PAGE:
President Barack Obama said Sunday that the United States expects the value of China's currency to rise significantly. He vowed to closely monitor over the next several months how China follows through on a pledge to introduce more flexibility in the management its currency.
Obama's comments at a summit of the Group of 20 industrial and developing nations came as Chinese President Hu Jintao took on critics of Beijing's currency policy by warning that wildly fluctuating currency exchange rates can threaten financial markets.
The value of the yuan, or renminbi (RMB), is a major irritant in China's relations with the United States.
American manufacturers complain that an undervalued Chinese currency gives China's exporters an unfair advantage by keeping the cost of China-made products artificially low.
Before the G-20, China tried to head off criticism by announcing that it would start allowing its currency to rise in value against the dollar. But senior Chinese officials have vowed during the economic summit that they would not bow to outside pressure to allow the currency to rise more quickly.
Critics in the U.S. Congress and elsewhere want bolder moves from China.
Obama said that the United States doesn't expect a large, immediate jump in the value of China's currency, which would be disruptive to the Chinese and world economies.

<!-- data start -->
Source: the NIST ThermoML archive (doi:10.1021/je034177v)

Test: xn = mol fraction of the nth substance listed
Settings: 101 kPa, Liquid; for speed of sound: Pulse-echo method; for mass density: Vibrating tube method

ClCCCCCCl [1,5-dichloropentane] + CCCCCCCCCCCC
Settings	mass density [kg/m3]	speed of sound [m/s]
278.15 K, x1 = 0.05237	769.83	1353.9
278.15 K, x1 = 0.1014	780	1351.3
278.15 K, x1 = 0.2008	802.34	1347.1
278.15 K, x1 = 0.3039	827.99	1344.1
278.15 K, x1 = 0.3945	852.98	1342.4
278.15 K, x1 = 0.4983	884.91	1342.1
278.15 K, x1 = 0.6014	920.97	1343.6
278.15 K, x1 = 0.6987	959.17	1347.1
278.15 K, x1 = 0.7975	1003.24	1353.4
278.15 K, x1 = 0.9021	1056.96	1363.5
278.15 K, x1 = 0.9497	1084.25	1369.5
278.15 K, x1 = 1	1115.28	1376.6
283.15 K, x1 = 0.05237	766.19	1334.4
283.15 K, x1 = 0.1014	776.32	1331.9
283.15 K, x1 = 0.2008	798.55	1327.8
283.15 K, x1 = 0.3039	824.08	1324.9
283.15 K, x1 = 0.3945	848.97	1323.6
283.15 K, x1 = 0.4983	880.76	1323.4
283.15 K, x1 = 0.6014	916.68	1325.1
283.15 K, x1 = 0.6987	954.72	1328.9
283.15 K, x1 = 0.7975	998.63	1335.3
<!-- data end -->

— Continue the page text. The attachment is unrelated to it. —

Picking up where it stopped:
"We do expect that as more and more market forces come to bear, that given the enormous surpluses that China has accumulated, that the RMB is going to go up and it's going to go up significantly," Obama said. "And so we are going to be paying attention over the next several months to make that determination."
A G-20 communique Sunday didn't mention China's currency directly, only generally expressing a need for countries to have flexible currency exchange rates.
In a speech earlier Sunday, Hu didn't directly address complaints about the yuan's value.
But he warned of deep and serious global economic risks as "exchange rates of major currencies fluctuate drastically and international financial markets suffer from persistent volatility."
At a meeting Saturday between Obama and Hu, White House officials said Obama welcomed as a "first step" China's currency announcement. But Obama, the officials said, noted that implementation of the Chinese decision would be very important.
China has said its currency is at about the right level and that trade imbalances stem from other fundamental problems with the United States and other western economies.
Obama said he would work with congressional critics of China's currency and with American manufacturers. "We all have the same interest, and that is the United States can compete with anybody as long we've got an even playing field," Obama said.
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